[C]heese often comes in plastic, but cheese is also a living food. Would you keep your baby wrapped in plastic? – Adam Moskowitz (aka “The Big Cheese”), Larkin Cold Storage and Columbia Cheese
On a beautiful sunny day in September, we masked up and bicycled over to The Cheese Boutique to see what was in their Special “one for $13 or three for $30” fridge – it’s at the back of the store and contains various blocks of cheeses. Each individual kind is cut into blocks that are roughly the same size. “Roughly” is the keyword here. Some of the blocks are significantly larger than others.
We got Emmenthal, Oak Manor Stilton, and Fromage de Chaumes. When we got home, the first thing we did was to remove the plastic wrapping.
Really?? Plastic wrapping? In these times, when landfill and oceans and innocent creatures’ bellies are being filled with plastic that we stupid humans keep producing and just tossing away? Exactly what is in our heads? Out of sight, out of mind? (continue reading )
Books have always been my friends and as far as I can remember, I’ve always read a lot. I can conjure Mum’s voice calling up the stairs, “Are you reading again? I’ve been calling and calling. Get down here right now to help me with [choose a minor household task]!”
Novel Food No. 40
Has it really been just seven months since we’ve felt a little as though we are under house arrest?! Mercifully, food sources haven’t been depleted. Even flour is back on store shelves.
Over the past seven months, I feel as though all I’ve been doing is reading. Cookbooks, textbooks, non-fiction, fiction…. Short stories. Novels. More novels. It’s the great escape, isn’t it?
Not all the books I’ve read recently are centered around food though. “Son of Trickster” by Eden Robinson most definitely is not. Or rather, none of the featured food is quite the kind of food that we would ever choose to eat. But it’s a good book; it’s no wonder that it was on the shortlist for Canada’s 2017 Scotiabank Giller Prize, as well as being 2020’s first runner-up in CBC’s annual “battle of the books” competition, Canada Reads. (continue reading )
Sigh… late again!
Bread Baking Babes (BBB): Runzas/Bierocks
Two nights ago, just before going into a Zoom meeting for work, I baked our wild not-quite Runzas that wildly deviating from the traditional filling. They looked good; they smelled good…. I set them aside until yesterday morning.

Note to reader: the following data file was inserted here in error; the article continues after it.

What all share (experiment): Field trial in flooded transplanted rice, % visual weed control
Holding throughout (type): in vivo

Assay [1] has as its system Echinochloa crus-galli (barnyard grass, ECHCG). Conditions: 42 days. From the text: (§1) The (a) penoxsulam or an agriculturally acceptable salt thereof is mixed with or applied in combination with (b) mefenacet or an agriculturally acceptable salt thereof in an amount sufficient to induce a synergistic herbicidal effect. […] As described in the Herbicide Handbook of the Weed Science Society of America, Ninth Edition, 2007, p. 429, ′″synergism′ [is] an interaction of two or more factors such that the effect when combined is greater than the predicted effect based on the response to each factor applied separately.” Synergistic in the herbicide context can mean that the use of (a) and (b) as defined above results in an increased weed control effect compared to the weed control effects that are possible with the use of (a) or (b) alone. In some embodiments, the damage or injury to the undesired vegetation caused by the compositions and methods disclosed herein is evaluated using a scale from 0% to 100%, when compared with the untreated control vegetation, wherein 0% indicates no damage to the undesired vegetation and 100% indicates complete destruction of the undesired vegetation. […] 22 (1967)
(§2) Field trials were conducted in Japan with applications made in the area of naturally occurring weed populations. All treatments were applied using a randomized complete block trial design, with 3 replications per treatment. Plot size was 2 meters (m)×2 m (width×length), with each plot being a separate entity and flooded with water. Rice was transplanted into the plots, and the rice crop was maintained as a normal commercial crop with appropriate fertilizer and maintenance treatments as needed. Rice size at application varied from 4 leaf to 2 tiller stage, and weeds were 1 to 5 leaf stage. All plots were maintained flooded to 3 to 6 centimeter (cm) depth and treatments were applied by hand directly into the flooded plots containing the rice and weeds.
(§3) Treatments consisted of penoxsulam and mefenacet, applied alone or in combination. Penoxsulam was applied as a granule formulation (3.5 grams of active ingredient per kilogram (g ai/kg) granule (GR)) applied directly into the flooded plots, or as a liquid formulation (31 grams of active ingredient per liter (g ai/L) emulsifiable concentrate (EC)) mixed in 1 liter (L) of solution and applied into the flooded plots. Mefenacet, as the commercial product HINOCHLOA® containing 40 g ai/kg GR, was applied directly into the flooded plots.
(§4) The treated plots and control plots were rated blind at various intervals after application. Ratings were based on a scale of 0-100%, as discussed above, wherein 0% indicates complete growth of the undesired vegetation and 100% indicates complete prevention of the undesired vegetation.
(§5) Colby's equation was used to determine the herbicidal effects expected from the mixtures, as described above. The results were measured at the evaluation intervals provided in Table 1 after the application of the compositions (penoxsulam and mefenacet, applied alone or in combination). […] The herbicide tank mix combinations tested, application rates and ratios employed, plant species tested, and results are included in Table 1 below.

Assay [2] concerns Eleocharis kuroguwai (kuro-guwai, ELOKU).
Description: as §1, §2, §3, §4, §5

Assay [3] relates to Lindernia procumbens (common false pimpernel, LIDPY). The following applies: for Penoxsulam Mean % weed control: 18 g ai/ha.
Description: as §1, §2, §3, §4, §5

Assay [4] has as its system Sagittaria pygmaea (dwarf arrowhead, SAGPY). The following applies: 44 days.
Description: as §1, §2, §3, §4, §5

But first. Runzas? Bierocks?? What are those?
Most midwesterners never have heard of a runza, but those who have seem to be passionate about them. They’re a regional specialty, showing up in the Plains states, particularly Nebraska, Kansas, Colorado and Iowa. They’re German/Russian in origin, a point which becomes clear when you consider the simple ingredient list for the filling: beef, cabbage and onions. Settlers from the Volga River region brought this treasured recipe with them. According to Jane Palmer, food editor of the Omaha World-Herald, the word runza is a made-up name, coined by the restaurant chain, for what was originally known as a bierock. Recipes abound and they are quite simple to make at home […]
-Pat Dailey, Chicago Tribune | Here’s A Runza Recipe To Bring The Taste Of The Plains Back To, 28 June 1990
The beloved Nebraska meat pocket is a cult classic, yet the Runza sandwich wouldn’t be recognized by the residents of 49 other states. The Runza is a treasure that’s been hundreds of years in the making, with recipes carried to Nebraska by immigrants from Europe. […] The tale of that beloved Nebraska meat pocket — sometimes called a bierock — is […] a treasure hundreds of years in the making, involving broken promises, German immigrants, family recipes and eventually a woman named Sarah “Sally” Everett from Sutton, Nebraska. […] [O]nce a Nebraskan sinks her teeth into one, the recognition is instant: This is a Runza.
-Sarah Baker Hansen, Omaha World Herald | All Hail the Runza, 26 March 2017
Runzas (a.k.a. Bierocks or Krautburgers, among other names) are a pocket sandwich, a puffy, yeasted dough baked around a savory meat filling. They likely originated in Russia in the 1800s, and came to the Midwest with the Volga Germans, a population of German people who lived along the Volga River in southeastern Russia in the 18th century and settled in Nebraska, Kansas, and the Dakotas in the early 20th century.
– Shauna Sever, “Nebraskan Runzas”, Midwest Made: Big, Bold Baking from the Heartland (Running Press, 2019)
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Can’t. Feel. The. Roof. Of. My. Mouth….
These little round chilis that look vaguely innocuous are anything but. They are insanely hot! I think they might be almost hotter than ghost peppers.
Does anyone know what kind of chilis these are? We think they might be Cherry Bombs…. (continue reading )